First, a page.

Francisco Palermo, Ph.D., Associate Professor, University of Missouri
We asked scholars to describe some of the following questions: What drew you to do work on Latinx youth and families, or another topic that is important to you now? Who was an important mentor to you in this work, or was there a particularly influential study in the field or in a related field?
In graduate school, I was a research assistant on a project designed to identify the preschool experiences that fostered school readiness and early school success in children enrolled in Head Start. Most children in this community in the Southwest spoke primarily Spanish and were learning English as a second language. In fact, for many, Head Start was their first exposure to an English learning environment. I saw children engaging in English and Spanish classroom activities as well as socially interacting with teachers and peers in both of these languages. I wondered how these social and linguistic experiences influenced children’s dual language development and academic skills. I reviewed the literature on dual language development, which was relatively scarce at the time. The deeper I went into the literature, the more I learned about this fast-growing U.S. population and the educational disparities between Spanish-speaking and monolingual English-speaking children. I knew then that reducing the educational disparities and supporting Spanish-speaking children’s dual language development, not just English language development, would be a focus of my research. I could also relate to this line of research. I felt connected to this research focus because I was once in a similar situation: a Spanish-speaking child learning English as a second language in U.S. schools.
We invited scholars to describe a recent finding, current study, or recent publication and what makes them excited about it.
I am interested in identifying the family processes, characteristics, and cultural values that are sources of strength for Latino families. I am also interested in reducing adversity’s harmful effects on children, primarily those from Latino backgrounds. For example, using data collected from Latino families in the Early Head Start Research Evaluation Project, I examined the impact of Latina mothers’ parenting stress and depression during children’s toddlerhood on their academic skills four years later, before kindergarten entry (Palermo et al., 2019). I found that parenting stress and depression contributed negatively to children’s academic skills, and mothers’ parenting behaviors mediated that contribution. Notably, the strength of the mediated effect varied based on mothers’ education. The more years of formal education that Latina mothers completed, the more protected children’s academic skills were from the adverse effects of parenting stress and depression. In other words, higher education levels mitigated the extent to which parenting stress and depression interfered with Latina mothers’ ability to engage in supportive and affectionate parenting behaviors, ultimately protecting children’s academic skills. I am excited about this finding because it is consistent with the idea that family characteristics and strengths among Latino families protect children’s academic skills from adversity’s harmful effects, thereby facilitating their ability to enter school ready to learn and succeed academically.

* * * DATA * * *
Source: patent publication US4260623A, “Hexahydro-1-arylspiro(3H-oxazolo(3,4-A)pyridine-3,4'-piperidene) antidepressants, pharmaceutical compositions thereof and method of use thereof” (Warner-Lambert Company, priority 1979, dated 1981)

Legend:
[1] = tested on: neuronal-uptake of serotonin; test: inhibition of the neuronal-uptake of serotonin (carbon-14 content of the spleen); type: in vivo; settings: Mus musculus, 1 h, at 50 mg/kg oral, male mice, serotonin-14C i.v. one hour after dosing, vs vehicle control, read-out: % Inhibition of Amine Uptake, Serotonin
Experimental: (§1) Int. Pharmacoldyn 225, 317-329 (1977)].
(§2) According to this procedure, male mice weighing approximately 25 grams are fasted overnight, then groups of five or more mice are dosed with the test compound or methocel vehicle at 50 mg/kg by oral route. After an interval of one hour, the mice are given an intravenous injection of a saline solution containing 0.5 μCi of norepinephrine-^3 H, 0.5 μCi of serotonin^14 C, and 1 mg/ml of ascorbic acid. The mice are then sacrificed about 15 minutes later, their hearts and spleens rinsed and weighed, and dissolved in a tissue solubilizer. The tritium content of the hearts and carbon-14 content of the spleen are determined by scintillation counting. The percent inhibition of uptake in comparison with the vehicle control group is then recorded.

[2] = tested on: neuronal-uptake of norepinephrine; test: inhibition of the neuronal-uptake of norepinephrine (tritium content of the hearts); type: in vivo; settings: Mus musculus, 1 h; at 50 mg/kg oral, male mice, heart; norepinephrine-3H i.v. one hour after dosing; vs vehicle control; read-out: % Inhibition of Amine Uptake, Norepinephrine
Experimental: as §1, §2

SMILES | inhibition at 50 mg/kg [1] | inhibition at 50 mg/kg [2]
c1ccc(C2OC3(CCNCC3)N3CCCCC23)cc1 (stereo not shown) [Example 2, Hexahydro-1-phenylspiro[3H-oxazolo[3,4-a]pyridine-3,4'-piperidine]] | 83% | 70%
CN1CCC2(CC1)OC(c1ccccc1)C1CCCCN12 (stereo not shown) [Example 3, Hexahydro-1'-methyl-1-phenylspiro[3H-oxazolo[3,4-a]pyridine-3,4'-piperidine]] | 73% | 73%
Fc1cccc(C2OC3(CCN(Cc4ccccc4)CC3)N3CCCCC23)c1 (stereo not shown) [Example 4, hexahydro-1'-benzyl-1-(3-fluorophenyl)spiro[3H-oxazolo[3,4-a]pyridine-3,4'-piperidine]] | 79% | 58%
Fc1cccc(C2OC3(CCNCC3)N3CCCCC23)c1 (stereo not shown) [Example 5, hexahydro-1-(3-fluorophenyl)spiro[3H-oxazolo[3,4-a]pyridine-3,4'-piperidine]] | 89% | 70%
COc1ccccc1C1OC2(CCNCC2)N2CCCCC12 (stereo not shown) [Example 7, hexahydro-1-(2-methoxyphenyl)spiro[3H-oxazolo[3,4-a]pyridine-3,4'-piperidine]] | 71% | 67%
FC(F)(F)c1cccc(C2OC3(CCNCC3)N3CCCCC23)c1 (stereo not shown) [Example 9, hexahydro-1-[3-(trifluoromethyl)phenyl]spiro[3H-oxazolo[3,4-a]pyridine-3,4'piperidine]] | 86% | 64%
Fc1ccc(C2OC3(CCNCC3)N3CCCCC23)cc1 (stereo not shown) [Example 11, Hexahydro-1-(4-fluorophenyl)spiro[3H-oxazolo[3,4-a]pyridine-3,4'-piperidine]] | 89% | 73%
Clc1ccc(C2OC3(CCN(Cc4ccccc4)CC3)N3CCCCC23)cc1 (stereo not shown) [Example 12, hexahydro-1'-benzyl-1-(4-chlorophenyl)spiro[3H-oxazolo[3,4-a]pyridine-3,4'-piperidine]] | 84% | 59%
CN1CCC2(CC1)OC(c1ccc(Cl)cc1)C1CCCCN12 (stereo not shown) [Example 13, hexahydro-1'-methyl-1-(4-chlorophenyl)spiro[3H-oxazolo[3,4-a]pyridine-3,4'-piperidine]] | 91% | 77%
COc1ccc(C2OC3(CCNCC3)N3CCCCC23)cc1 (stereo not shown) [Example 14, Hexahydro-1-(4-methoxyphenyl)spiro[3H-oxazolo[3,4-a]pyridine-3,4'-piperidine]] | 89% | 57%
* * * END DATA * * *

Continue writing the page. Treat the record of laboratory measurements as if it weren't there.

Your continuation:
Any upcoming talks, presentations, or publications we should know about?
I have an upcoming publication in press that examines the link between Spanish-speaking preschoolers’ self-regulation abilities (i.e., effortful control) and their vocabulary and literacy skills in English. The findings suggest that effortful control supports children’s learning of English vocabulary and literacy skills by fostering close teacher-child relationships and classroom engagement, particularly for those who received limited English exposure at home.
Reflections on Latinx Caucus Experiences
Finally, we asked about experiences with the SRCD Latinx Caucus: Why is the caucus important and/or your views on the role of the Latinx Caucus vis-à-vis SRCD, research on child development, policy/practice.
I enjoy being a member of the Latinx Caucus. I enjoy seeing friends and meeting new ones who share similar interests, learning about others’ work, and building collaborative relationships. The Latinx Caucus is an excellent venue for bringing all of us together to advance research and policies designed to strengthen Latino families and empower them to support their children’s healthy and positive development, even in the context of adversity.
Website: Dr. Palermo’s Faculty Page